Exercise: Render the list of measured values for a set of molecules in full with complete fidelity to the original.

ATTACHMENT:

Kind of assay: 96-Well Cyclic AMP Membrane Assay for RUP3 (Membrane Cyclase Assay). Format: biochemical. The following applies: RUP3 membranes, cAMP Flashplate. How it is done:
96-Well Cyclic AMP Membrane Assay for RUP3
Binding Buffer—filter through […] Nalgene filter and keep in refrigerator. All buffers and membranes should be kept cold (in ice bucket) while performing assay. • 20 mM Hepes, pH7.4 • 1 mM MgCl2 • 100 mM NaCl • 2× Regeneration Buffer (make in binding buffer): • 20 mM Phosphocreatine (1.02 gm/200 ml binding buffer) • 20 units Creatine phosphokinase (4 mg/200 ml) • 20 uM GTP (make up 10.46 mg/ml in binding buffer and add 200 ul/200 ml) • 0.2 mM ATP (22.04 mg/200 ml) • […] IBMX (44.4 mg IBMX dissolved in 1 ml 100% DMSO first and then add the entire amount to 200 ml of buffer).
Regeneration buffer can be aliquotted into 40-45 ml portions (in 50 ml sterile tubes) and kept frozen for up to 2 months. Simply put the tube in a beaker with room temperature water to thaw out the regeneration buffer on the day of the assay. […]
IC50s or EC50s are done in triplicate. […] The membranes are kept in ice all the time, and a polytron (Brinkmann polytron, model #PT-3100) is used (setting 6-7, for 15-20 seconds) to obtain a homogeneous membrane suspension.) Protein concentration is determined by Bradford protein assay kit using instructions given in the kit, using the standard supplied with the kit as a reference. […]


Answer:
Kind of assay: 96-Well Cyclic AMP Membrane Assay for RUP3 (Membrane Cyclase Assay). Format: biochemical. The following applies: RUP3 membranes, cAMP Flashplate. How it is done:
96-Well Cyclic AMP Membrane Assay for RUP3
Binding Buffer—filter through […] Nalgene filter and keep in refrigerator. All buffers and membranes should be kept cold (in ice bucket) while performing assay. • 20 mM Hepes, pH7.4 • 1 mM MgCl2 • 100 mM NaCl • 2× Regeneration Buffer (make in binding buffer): • 20 mM Phosphocreatine (1.02 gm/200 ml binding buffer) • 20 units Creatine phosphokinase (4 mg/200 ml) • 20 uM GTP (make up 10.46 mg/ml in binding buffer and add 200 ul/200 ml) • 0.2 mM ATP (22.04 mg/200 ml) • […] IBMX (44.4 mg IBMX dissolved in 1 ml 100% DMSO first and then add the entire amount to 200 ml of buffer).
Regeneration buffer can be aliquotted into 40-45 ml portions (in 50 ml sterile tubes) and kept frozen for up to 2 months. Simply put the tube in a beaker with room temperature water to thaw out the regeneration buffer on the day of the assay. […]
IC50s or EC50s are done in triplicate. […] The membranes are kept in ice all the time, and a polytron (Brinkmann polytron, model #PT-3100) is used (setting 6-7, for 15-20 seconds) to obtain a homogeneous membrane suspension.) Protein concentration is determined by Bradford protein assay kit using instructions given in the kit, using the standard supplied with the kit as a reference. […]